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- The case for forecasting cyberattacks - Recent data from states
that 96 percent of data breaches are uncovered by third parties -
not internal security teams - and that victimized organizations are
breached for 416 days, or about 13 months, on average.
- The Internet of Things Is Wildly Insecure - And Often Unpatchable
- We’re at a crisis point now with regard to the security of
embedded systems, where computing is embedded into the hardware
itself - as with the Internet of Things. These embedded computers
are riddled with vulnerabilities, and there’s no good way to patch
- Hacker economics: Opportunity costs and attacker attention spans -
When we think about criminal hackers, we picture a techie who lives
and breathes code. The game player, puzzle solver, master of
manipulation. But more recently, another picture comes to mind. When
you get right down to it, hackers are people, too.
- ACLU appeals judge's decision to throw out NSA lawsuit - The civil
liberties group asks an appeals court to review the judge's order
finding a phone records collection program legal - The American
Civil Liberties Union will appeal a judge's decision to throw out
the civil liberties group's lawsuit challenging National Security
- Senators Seek Hearing - Session Would Consider If Stronger Data
Safeguards Needed - Three Democratic senators are calling on the
Senate Banking Committee to examine whether stronger cybersecurity
standards are needed to protect consumer data following a breach at
Target stores that affected as many as 40 million debit and credit
- Cyberwarfare Is Top Threat Facing US - Cyberwarfare is the most
serious threat facing the United States, according to almost half of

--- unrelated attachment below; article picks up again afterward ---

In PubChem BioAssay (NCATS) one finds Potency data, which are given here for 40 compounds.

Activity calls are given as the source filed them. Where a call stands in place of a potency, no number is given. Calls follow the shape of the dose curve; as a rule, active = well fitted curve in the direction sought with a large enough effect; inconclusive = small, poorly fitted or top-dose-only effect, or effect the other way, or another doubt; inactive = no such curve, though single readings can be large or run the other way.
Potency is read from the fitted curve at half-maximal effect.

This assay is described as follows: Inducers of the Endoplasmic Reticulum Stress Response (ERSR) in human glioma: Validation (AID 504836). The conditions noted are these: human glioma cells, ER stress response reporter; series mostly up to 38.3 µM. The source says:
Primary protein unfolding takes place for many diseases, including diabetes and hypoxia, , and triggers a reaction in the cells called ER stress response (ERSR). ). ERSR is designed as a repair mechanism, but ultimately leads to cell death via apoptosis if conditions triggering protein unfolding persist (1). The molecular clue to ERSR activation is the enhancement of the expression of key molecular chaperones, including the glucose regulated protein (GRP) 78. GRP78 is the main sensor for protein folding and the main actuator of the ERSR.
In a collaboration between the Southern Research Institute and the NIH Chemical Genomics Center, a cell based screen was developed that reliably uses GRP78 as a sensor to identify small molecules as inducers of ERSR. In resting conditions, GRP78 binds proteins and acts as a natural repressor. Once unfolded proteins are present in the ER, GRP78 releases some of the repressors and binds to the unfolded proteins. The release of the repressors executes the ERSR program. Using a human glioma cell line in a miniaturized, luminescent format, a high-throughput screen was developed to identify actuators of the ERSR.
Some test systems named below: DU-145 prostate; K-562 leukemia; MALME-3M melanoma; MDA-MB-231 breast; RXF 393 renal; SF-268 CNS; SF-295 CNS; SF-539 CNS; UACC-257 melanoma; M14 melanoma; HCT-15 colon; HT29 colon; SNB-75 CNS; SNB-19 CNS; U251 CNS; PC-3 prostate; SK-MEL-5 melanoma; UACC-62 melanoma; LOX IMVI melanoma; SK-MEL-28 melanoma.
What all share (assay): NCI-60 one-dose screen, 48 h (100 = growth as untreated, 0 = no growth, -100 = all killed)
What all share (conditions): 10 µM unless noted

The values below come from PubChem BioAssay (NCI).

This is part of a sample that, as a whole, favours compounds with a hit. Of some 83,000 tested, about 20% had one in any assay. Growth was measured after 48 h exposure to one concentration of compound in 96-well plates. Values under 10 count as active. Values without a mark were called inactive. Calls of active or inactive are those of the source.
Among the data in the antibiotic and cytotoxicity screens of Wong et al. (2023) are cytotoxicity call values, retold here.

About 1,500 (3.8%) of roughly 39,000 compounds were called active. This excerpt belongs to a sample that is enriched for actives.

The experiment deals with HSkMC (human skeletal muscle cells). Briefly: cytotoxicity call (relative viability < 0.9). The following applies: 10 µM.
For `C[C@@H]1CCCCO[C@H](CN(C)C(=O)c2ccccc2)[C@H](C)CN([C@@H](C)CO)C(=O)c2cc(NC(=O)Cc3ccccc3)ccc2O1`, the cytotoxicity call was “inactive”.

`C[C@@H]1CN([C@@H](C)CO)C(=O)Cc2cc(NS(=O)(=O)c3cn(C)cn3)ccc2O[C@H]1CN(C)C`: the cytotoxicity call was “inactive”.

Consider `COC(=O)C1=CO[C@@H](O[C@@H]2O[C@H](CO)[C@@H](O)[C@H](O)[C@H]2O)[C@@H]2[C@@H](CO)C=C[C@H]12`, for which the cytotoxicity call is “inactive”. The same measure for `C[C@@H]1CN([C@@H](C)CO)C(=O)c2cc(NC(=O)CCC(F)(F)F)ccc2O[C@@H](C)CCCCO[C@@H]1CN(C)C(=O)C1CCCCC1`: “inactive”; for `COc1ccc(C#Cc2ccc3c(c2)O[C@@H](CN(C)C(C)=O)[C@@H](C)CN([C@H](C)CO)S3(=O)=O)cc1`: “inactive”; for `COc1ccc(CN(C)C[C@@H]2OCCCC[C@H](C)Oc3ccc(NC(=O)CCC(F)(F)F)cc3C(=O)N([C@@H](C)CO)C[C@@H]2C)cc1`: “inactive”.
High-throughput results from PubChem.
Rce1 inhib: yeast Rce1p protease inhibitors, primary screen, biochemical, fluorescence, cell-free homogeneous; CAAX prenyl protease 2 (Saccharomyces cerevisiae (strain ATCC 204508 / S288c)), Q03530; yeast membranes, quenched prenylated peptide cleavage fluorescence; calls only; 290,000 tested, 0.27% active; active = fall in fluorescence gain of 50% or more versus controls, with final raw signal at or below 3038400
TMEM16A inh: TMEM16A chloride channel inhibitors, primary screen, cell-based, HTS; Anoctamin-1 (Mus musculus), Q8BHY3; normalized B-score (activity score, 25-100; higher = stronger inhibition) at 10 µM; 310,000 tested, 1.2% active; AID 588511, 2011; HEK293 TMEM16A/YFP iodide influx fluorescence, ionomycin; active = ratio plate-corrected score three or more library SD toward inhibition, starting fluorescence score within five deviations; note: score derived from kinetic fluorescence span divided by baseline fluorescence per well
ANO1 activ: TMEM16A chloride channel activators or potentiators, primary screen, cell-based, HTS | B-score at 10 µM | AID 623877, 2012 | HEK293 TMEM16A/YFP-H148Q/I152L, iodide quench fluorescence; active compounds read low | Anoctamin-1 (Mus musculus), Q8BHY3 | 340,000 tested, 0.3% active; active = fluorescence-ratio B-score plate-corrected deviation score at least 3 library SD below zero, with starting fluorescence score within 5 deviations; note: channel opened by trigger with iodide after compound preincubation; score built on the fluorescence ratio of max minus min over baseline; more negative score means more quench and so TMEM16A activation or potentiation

US national security leaders who responded to the inaugural Defense
News Leadership Poll.
- Possible link discovered that ties together Wi-Fi routers with
backdoors - A manufacturer of broadband and wireless networking
equipment may be the link that ties together a number of Wi-Fi
routers that contain backdoors, some of which are vulnerable to
remote attacks, according to a researcher.
ATTACKS, INTRUSIONS, DATA THEFT & LOSS
- Predictably, Snapchat user database maliciously exposed - Snapchat
is a textbook example of why responsible disclosure is a failure. On
January 1, 2014, an anonymous user announced the release of
SnapchatDB and 4.6 million usernames and matched phone numbers in a
Hacker News post.
- Poker website hack impacts 50K active accounts, officials say -
Officials with World Poker Tour Amateur Poker League (WPTAPL) have
confirmed that a small portion of data was hacked on its website,
subsequently compromising roughly 50,000 active accounts.
- Undisclosed number of T-Mobile customers impacted in data breach -
An undisclosed number of T-Mobile customers may have had personal
information compromised after an unauthorized party gained access to
a file stored on servers that are owned and managed by a T-Mobile
- Malicious ads infect thousands of Yahoo site visitors per hour - A
Netherlands-based security firm detected an influx of Yahoo.com
visitors being redirected to infected domains by way of malicious
- The county sheriff who keylogged his wife - Oh, you mean this
keylogger? - The keylogger would record his wife's e-mails and her
instant messaging chats as she typed them out letter by letter,
along with the usernames and passwords she used for various online
- World of Warcraft users hit by account-hijacking malware attack -
Infection spread by trojanized add-on, able to defeat two-factor
authentication. World of Warcraft players have been hit with a
malicious trojan that hijacks accounts even when they're protected
by two-factor authentication, officials have warned.
- Trojan identified that steals World of Warcraft account
credentials - An unknown number of World of Warcraft players were
forced to halt their virtual sword swinging and spell casting in
order to combat a trojan designed to compromise account credentials
– even those with two-factor authentication enabled.
- Programming error leads to 50K Medicaid cards mailed to wrong
addresses - It was a computer programming error in the North
Carolina Department of Health and Human Services (NCDHHS) that led
to the Medicaid cards of almost 50,000 children being mailed to
- Hacker Guccifer strikes again, nabbing 'Downton Abbey' script -
Not only did the hacker get a hold of Julian Fellowes' season 4
finale, he also breached the accounts of Leonardo DiCaprio, Tina
Brown, George W. Bush, Robert Redford, and dozens more.
- Stolen laptop compromises more than 12,000 New Mexico patients - A
laptop stolen from the office of a New Mexico Oncology Hematology
Consultants (NMOHC) employee may have led to a compromise of
unsecured protected health information (PHI) for more than 12,000
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of the newsletter